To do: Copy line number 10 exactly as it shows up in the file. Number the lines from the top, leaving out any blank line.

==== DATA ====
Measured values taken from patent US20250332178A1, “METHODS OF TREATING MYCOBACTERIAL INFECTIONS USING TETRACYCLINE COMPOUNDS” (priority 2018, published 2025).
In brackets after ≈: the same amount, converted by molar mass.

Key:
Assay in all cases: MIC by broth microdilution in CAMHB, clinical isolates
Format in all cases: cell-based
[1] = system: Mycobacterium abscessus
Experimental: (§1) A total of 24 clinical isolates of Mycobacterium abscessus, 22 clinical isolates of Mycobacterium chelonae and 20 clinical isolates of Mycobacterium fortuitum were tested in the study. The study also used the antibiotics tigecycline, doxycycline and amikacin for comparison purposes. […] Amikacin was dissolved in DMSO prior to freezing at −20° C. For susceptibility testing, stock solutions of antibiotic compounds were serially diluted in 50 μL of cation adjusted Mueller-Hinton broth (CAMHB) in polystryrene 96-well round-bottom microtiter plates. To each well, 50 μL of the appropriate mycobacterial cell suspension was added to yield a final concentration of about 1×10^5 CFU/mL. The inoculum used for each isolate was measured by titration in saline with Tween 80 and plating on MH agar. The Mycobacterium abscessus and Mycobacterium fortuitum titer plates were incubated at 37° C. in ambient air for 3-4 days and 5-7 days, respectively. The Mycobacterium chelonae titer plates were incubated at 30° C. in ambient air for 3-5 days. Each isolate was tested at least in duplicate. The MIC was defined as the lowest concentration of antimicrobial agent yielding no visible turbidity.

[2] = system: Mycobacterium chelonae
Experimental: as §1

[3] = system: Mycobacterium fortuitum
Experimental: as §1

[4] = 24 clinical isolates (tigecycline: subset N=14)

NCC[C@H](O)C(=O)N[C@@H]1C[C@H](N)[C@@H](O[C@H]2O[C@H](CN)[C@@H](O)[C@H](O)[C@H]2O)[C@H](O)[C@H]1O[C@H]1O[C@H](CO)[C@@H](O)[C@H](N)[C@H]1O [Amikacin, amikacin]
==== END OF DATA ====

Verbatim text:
[3] = system: Mycobacterium fortuitum